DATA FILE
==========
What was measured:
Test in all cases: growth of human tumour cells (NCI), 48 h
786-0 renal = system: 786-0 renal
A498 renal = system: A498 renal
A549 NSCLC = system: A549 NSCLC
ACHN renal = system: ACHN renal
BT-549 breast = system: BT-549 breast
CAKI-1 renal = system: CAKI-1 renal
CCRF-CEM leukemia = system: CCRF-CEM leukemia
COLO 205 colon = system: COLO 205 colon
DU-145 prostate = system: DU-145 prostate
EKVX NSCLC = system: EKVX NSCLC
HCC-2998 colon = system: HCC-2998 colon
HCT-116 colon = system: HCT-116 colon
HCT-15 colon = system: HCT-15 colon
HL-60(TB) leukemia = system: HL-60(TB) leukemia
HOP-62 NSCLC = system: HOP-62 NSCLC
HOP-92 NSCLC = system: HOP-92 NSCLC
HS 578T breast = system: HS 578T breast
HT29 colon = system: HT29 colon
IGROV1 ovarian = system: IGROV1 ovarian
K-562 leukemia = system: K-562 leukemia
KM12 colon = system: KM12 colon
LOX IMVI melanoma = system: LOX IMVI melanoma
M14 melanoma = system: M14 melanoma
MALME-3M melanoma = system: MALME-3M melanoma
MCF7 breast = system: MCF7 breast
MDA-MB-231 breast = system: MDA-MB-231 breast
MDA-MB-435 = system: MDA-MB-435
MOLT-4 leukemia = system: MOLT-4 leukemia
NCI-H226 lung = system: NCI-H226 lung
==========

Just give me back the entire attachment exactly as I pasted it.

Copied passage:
What was measured:
Test in all cases: growth of human tumour cells (NCI), 48 h
786-0 renal = system: 786-0 renal
A498 renal = system: A498 renal
A549 NSCLC = system: A549 NSCLC
ACHN renal = system: ACHN renal
BT-549 breast = system: BT-549 breast
CAKI-1 renal = system: CAKI-1 renal
CCRF-CEM leukemia = system: CCRF-CEM leukemia
COLO 205 colon = system: COLO 205 colon
DU-145 prostate = system: DU-145 prostate
EKVX NSCLC = system: EKVX NSCLC
HCC-2998 colon = system: HCC-2998 colon
HCT-116 colon = system: HCT-116 colon
HCT-15 colon = system: HCT-15 colon
HL-60(TB) leukemia = system: HL-60(TB) leukemia
HOP-62 NSCLC = system: HOP-62 NSCLC
HOP-92 NSCLC = system: HOP-92 NSCLC
HS 578T breast = system: HS 578T breast
HT29 colon = system: HT29 colon
IGROV1 ovarian = system: IGROV1 ovarian
K-562 leukemia = system: K-562 leukemia
KM12 colon = system: KM12 colon
LOX IMVI melanoma = system: LOX IMVI melanoma
M14 melanoma = system: M14 melanoma
MALME-3M melanoma = system: MALME-3M melanoma
MCF7 breast = system: MCF7 breast
MDA-MB-231 breast = system: MDA-MB-231 breast
MDA-MB-435 = system: MDA-MB-435
MOLT-4 leukemia = system: MOLT-4 leukemia
NCI-H226 lung = system: NCI-H226 lung